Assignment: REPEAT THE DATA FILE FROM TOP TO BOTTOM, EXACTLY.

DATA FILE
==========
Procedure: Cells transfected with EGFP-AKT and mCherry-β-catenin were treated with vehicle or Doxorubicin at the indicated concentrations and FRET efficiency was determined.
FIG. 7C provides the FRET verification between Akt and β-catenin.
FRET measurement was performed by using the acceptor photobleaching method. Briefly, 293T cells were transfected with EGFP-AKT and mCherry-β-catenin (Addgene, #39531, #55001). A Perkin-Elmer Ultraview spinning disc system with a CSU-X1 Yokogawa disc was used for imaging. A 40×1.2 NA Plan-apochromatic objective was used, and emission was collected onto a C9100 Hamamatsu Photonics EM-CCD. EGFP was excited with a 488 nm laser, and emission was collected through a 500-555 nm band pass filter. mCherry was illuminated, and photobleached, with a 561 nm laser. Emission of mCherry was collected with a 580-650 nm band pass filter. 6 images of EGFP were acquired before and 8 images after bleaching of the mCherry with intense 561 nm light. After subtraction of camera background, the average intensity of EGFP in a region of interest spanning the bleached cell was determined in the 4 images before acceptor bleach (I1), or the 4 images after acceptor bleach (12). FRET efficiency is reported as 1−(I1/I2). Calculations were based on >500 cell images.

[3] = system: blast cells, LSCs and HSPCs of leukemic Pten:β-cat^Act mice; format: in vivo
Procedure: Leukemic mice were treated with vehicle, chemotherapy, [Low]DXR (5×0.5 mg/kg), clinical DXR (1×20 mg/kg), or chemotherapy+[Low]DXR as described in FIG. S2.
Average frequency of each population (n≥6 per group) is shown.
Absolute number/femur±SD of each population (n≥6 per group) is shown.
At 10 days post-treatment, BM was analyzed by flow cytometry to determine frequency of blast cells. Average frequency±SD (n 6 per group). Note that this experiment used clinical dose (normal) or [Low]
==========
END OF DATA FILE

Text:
Procedure: Cells transfected with EGFP-AKT and mCherry-β-catenin were treated with vehicle or Doxorubicin at the indicated concentrations and FRET efficiency was determined.
FIG. 7C provides the FRET verification between Akt and β-catenin.
FRET measurement was performed by using the acceptor photobleaching method. Briefly, 293T cells were transfected with EGFP-AKT and mCherry-β-catenin (Addgene, #39531, #55001). A Perkin-Elmer Ultraview spinning disc system with a CSU-X1 Yokogawa disc was used for imaging. A 40×1.2 NA Plan-apochromatic objective was used, and emission was collected onto a C9100 Hamamatsu Photonics EM-CCD. EGFP was excited with a 488 nm laser, and emission was collected through a 500-555 nm band pass filter. mCherry was illuminated, and photobleached, with a 561 nm laser. Emission of mCherry was collected with a 580-650 nm band pass filter. 6 images of EGFP were acquired before and 8 images after bleaching of the mCherry with intense 561 nm light. After subtraction of camera background, the average intensity of EGFP in a region of interest spanning the bleached cell was determined in the 4 images before acceptor bleach (I1), or the 4 images after acceptor bleach (12). FRET efficiency is reported as 1−(I1/I2). Calculations were based on >500 cell images.

[3] = system: blast cells, LSCs and HSPCs of leukemic Pten:β-cat^Act mice; format: in vivo
Procedure: Leukemic mice were treated with vehicle, chemotherapy, [Low]DXR (5×0.5 mg/kg), clinical DXR (1×20 mg/kg), or chemotherapy+[Low]DXR as described in FIG. S2.
Average frequency of each population (n≥6 per group) is shown.
Absolute number/femur±SD of each population (n≥6 per group) is shown.
At 10 days post-treatment, BM was analyzed by flow cytometry to determine frequency of blast cells. Average frequency±SD (n 6 per group). Note that this experiment used clinical dose (normal) or [Low]